Slicers, whether they’re on the bicep or calf, are very nasty submission holds that are not completely legal in BJJ. Still, after achieving a certain level they become available and offer great variability in the attack. As such, people tend to use the calf slicer more nowadays, but the bicep slicer is still somewhat of an afterthought at best. Those that know it understands its potential, but for some reason, it doesn’t find its way into the arsenal of many top-level grapplers. The bicep slicer is one of those submissions that got forgotten for a bit, making it a prime candidate for a huge comeback! With today’s setups and mechanical details, you’ll be able to slap it on lighting fast and surprise everyone! Let’s start at slicing.
Submissions involving trauma to the muscles are not something we see often in Jiu-Jitsu. Granted, chokes are undisputed as the top submission option to have, regardless of which kind you like. Joint locks, follow suit, with twisting locks having the upper hand over straight locks. Finally, there are cranks and muscle compressions. The legality factor usually removes cranks from the equation, leaving us with compression locks, AKA slicers. The calf and bicep slicer are mighty weapons, particularly the latter. A bicep slicer is something that nobody expects and, if you put some training in, something that will work on just about anyone. Simple and painful, just how we like our submissions!
The bicep slicer submission, as a compression lock is subject to some specific competition rules. As such, it is legal under IBJJF/UAEJJF rules only after the rank of brown belt. Attacking with one intentionally before that is going to get you disqualified. Since IBJJF/UAEJJF rules are considered as the standard, it is widely accepted that you can’t do the bicep slicer until you’re a brown belt. This includes both Gi and No-Gi competition.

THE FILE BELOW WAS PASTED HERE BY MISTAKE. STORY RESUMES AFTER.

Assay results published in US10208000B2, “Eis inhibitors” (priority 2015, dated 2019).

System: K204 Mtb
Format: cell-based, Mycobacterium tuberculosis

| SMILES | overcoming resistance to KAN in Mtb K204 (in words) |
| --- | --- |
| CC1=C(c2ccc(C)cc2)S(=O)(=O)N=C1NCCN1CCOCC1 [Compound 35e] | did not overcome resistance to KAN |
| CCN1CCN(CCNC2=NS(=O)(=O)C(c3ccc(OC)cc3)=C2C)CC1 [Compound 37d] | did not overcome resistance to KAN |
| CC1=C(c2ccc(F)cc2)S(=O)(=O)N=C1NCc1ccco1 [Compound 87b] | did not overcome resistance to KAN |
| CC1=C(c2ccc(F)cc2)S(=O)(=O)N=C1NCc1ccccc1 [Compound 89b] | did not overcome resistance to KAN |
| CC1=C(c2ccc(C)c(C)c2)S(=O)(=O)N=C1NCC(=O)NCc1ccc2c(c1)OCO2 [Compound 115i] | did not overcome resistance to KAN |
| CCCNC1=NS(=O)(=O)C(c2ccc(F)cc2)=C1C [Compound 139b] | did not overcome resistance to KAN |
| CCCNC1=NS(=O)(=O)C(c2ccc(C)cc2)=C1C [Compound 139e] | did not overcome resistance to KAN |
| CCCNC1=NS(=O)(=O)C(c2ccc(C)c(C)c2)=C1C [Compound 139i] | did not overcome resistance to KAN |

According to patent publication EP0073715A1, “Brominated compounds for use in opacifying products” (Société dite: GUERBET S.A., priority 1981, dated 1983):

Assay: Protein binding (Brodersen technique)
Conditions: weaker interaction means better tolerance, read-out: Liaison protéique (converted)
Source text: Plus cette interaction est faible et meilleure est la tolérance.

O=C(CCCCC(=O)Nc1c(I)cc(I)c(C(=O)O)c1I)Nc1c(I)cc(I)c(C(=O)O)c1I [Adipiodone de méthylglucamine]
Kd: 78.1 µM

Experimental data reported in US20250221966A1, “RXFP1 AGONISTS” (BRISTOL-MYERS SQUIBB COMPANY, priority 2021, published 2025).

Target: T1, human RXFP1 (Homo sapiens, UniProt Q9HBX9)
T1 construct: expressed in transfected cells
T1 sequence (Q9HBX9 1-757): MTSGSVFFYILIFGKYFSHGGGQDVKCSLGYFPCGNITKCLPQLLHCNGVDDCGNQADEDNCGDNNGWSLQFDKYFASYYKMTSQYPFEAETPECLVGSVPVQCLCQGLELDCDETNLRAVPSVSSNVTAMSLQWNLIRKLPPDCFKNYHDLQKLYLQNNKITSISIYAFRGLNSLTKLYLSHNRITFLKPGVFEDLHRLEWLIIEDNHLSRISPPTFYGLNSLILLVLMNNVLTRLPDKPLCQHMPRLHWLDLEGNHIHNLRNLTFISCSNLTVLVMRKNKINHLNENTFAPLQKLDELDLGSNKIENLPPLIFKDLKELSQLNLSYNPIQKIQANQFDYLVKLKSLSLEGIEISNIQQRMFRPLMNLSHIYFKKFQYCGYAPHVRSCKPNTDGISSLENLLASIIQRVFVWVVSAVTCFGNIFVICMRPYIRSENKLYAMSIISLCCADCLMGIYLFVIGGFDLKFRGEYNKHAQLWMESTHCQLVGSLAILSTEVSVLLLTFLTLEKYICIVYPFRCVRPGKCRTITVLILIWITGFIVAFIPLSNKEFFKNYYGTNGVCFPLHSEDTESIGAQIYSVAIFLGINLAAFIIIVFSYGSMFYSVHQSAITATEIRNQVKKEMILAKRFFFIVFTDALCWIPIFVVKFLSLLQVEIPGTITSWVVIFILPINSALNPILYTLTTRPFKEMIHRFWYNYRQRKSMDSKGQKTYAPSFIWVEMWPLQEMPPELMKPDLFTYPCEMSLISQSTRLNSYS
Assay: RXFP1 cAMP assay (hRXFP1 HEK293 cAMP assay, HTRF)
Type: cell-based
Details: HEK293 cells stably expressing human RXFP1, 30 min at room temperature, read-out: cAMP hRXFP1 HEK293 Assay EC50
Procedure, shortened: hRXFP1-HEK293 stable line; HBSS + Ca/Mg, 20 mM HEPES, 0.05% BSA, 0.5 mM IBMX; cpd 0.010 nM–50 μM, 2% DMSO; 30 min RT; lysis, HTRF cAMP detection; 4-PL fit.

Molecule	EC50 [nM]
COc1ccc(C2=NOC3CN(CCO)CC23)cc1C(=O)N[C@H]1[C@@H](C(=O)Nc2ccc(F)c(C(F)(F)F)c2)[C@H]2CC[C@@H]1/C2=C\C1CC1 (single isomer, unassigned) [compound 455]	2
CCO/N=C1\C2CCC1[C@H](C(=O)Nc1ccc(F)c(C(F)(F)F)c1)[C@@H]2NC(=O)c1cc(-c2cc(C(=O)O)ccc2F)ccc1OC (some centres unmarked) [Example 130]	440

However, it is worth noting that under different rulesets, bicep slicers are usually legal. Under ADCC, EBI and a bunch of other modern format rules, all submissions are legal at all levels. As such, make a note of always checking the status of the bicep slicer before you enter a competition in which you intend to use it.
The Bicep Slicer Essentials
The bicep slicer, as a submission, is extremely versatile, you can catch it from pretty much anywhere, and you can use either your arm or your legs to get the tap. In certain cases, you can actually use both your arms and your legs for an ultra-tight slicer.
The bicep slicer works in a really simple manner. You take a bony part of your limbs, usually the shinbone or the forearm bone and you wedge it as deep as you can in the elbow crease of your opponent. As far as setting it up, if you achieve this you’re halfway there. What’s left is the compression part. To finish a bicep slicer, you need to find a way to push the opponent’s forearm towards their bicep. As you have your shin or forearm in the elbow crease, this puts the bottom bicep tendon under extreme pressure. Your goal is to basically try and touch the opponent’s hand to their own shoulder. To do that, you have several different leg and/or arm configurations available.
One perfect example of a bicep slicer is an armbar. The slicer is the perfect follow up to any failed armbar attempt. whenever you end up in the familiar battle of the grips after a mounted armbar, you always have the slicer to drop back to. If you can’t break your opponent’s grips when you’re trying to get an armbar, all you need to do is take the leg that’s on their chest and place it over their forearm. Lock a triangle with your legs and you’ll most likely get the tap there. If not, you can squeeze to ensure you do. Another likely outcome is the opponent let go of everything and allowing you to finish the armbar.